3. They’re willing to try new things – Keeping their line small. Trying different promotions like with a local coffee chain, being out there first when it comes to something new digitally, this is a company that’s trying to get a greater percentage of the market by growing its audience and finding new readers. That’s something a lot of publishers aren’t willing to do, or even try.

2015 sees the launch of their new initiative Valiant Next that’s bringing us new series that have organically grown out of what’s come before, and will guide us into the future of the Valiant Universe.

Runners Up:

  • BOOM! Studios – Last year’s best publisher is still fantastic and has put out some amazing comics over the past year. They diversified their line with BOOM! Box, some more licensed comics, and impressive deals with movie and television studios. But, more isn’t necessarily better, and while there’s been fantastic series, there’s been some misses too. The company has signed some impressive deals and is starting to bring in top names and creators for deals and releases you might expect elsewhere. Still, out of all of the smaller publishers, BOOM! remains the most poised to take the reigns from Image as number three out there, and challenge the big two.
  • First Second – Consistently putting out the best graphic novels on the market, First Second’s releases cover numerous genres, types, looks, and characters. They’re synonymous with quality, there wasn’t a graphic novel they released I didn’t enjoy on some level.
  • IDW Publishing – IDW is a publisher that thinks outside of the box when it comes to building it’s readership and that’s why they’re on this list. Not only did they continue to make a fantastic move tying in their comics with toys, they’ve also expanded into television and games. They’ve put out some fantastic new series like Winterworld. The company needs a few more creator owned original series, and they’ll be a big challenger for the top spot in 2015.
  • Image Comics – Image puts out some amazing comics, there’s no doubt about that. For all the hits though, there’s a lot of misses. It’s also a publisher that’s driven by the creator’s success, instead of building successes themselves. You also have to wonder, if some of the series everyone’s buzzed about would have the audiences they would if it weren’t for those creators. In other words, is Image the success, or the creators themselves?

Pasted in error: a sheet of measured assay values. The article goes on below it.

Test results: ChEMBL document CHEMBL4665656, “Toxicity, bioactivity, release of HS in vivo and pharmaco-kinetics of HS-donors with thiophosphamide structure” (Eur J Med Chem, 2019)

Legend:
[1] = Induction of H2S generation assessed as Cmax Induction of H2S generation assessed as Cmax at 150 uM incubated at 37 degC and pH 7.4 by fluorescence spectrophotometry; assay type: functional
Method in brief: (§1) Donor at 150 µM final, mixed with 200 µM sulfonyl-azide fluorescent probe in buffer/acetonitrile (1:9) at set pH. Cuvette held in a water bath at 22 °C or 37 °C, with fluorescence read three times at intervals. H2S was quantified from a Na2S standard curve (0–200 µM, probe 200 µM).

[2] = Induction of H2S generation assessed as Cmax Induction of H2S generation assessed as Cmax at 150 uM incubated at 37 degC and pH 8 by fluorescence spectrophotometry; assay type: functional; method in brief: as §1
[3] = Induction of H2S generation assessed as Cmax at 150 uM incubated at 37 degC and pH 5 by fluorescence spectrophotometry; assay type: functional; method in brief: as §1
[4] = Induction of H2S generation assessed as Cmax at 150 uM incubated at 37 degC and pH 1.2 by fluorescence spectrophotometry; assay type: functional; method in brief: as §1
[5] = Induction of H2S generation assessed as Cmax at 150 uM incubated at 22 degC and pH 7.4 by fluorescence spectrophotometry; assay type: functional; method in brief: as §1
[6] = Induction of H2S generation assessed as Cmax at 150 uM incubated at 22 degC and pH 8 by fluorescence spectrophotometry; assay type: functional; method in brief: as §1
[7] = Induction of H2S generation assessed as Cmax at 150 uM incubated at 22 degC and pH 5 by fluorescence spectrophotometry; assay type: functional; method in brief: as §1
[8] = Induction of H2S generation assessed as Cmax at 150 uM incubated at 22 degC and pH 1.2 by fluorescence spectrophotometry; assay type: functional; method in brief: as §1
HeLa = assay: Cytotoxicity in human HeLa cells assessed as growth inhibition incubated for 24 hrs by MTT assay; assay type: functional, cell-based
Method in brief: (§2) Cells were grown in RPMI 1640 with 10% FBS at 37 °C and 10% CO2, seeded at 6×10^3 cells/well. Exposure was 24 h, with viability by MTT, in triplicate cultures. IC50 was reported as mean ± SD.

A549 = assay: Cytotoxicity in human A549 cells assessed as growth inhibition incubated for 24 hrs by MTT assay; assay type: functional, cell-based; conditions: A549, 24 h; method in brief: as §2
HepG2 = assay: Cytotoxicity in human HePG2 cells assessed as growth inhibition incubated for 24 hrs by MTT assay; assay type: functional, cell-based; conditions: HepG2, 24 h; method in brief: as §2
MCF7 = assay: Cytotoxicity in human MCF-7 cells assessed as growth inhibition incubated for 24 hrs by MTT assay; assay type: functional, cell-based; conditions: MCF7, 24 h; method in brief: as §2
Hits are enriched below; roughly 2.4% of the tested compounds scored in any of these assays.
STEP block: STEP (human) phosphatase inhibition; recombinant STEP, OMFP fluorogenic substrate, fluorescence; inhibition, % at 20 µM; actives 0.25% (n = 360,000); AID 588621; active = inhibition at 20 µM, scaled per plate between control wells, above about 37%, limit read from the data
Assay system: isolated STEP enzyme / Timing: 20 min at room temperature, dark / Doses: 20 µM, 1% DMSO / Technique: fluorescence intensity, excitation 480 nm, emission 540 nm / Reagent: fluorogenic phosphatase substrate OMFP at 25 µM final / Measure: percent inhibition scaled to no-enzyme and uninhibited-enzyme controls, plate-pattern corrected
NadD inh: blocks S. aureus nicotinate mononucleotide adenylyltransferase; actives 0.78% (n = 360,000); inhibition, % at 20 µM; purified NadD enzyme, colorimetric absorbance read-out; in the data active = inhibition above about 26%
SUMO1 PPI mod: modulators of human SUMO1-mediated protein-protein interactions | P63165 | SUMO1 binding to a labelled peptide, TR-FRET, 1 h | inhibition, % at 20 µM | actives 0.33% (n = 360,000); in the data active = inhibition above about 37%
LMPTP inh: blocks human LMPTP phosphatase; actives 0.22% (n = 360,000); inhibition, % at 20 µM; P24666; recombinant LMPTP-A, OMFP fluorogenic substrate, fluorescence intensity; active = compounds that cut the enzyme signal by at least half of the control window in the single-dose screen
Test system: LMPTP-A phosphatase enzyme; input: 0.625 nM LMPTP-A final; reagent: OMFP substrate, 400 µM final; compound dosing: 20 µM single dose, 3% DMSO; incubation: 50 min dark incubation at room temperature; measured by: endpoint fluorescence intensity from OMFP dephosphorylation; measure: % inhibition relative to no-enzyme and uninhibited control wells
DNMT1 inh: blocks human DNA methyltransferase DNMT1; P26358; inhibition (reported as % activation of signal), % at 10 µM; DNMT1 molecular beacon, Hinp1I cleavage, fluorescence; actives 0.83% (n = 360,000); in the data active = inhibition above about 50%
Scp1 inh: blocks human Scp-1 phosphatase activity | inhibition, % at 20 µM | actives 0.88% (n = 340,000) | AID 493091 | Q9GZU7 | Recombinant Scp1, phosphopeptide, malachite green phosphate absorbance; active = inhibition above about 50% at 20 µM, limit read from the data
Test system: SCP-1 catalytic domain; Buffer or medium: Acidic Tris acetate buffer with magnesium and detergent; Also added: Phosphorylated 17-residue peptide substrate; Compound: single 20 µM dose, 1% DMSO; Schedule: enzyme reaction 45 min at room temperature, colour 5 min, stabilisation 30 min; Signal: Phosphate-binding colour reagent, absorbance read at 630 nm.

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Review: On The Books: A Graphic Tale of Working Woes at NYC’s Strand Bookstore

on the booksA David and goliath story, On The Books is the first-hand comic strip account of the labor struggle at NYC’s legendary Strand bookstore in the summer of 2012. Told by Greg Farrell—an employee of the store who interviewed numerous other members of the staff—the book examines the motives and actions of those involved, including the store, the staff, the union local, and the people of New York City, as understood by the author. Through interstitial comic portraits, Farrell gives voice to his comrades, who often share a nuance of the story that would have otherwise gone overlooked, and provide a depth of opinion and fairness to accompany Farrell’s often very personal interpretation of events. In it’s ten short chapters the book explores at once the inner workings of our national retail environment, the inner struggle to exist within it as a young working person, the current state of the book trade, and what happens when that no longer seems possible.

I know this’ll come as a shock, but I’m a political nut, so getting to see a graphic novel about this labor struggle was like finding gold. I came across it at this year’s Small Press Expo, and finally got a chance to read it, ironically reading it while on a work retreat. I’ve worked with many Unions in my political career, and have belonged to one too, I felt I should put that out there too, though you’ll see in the rest of the review, that’s not a big deal.

What’s fantastic about this graphic novel is that it really presents an honest opinion. It covers the store and its troubles. It examines the difficult decisions and no win scenario of the employees. It also criticizes the union these employees belong to. It allows us the reader to explore all sides and come to our own opinion. For Farrell, it wouldn’t be unexpected that the story presented, and his experience depicted, to be very one sided. Instead though, he looks at all sides, especially his fellow employees, and does so with the views and opinions of his coworkers. Those views too are diverse.

The very complicated situation is presented in a comic book style which takes a very serious, and complicated subject, and gives it a more lighthearted tone. The art doesn’t blow me away, but reminds me a lot of what you might see with many political cartoonists. It doesn’t hurt the graphic novel at all, but it isn’t the art that’s the draw, or really the point at all. The point is the labor struggle that’s depicted within. That alone will get you thinking about your own situation.

Farrell brilliantly lays out a fair assessment of the situation and a quandary faced by modern day Unions. Anyone who works, whether you’re part of a Union or not, should read this graphic novel. It sets up many questions, and dilemmas that face today’s worker. It’s a graphic novel that entertains, and makes you think. It’s up there as one of my favorite reads of the year.

Story and Art: Greg Farrell
Story: 10 Art: 8 Overall: 9.5 Recommendation: Buy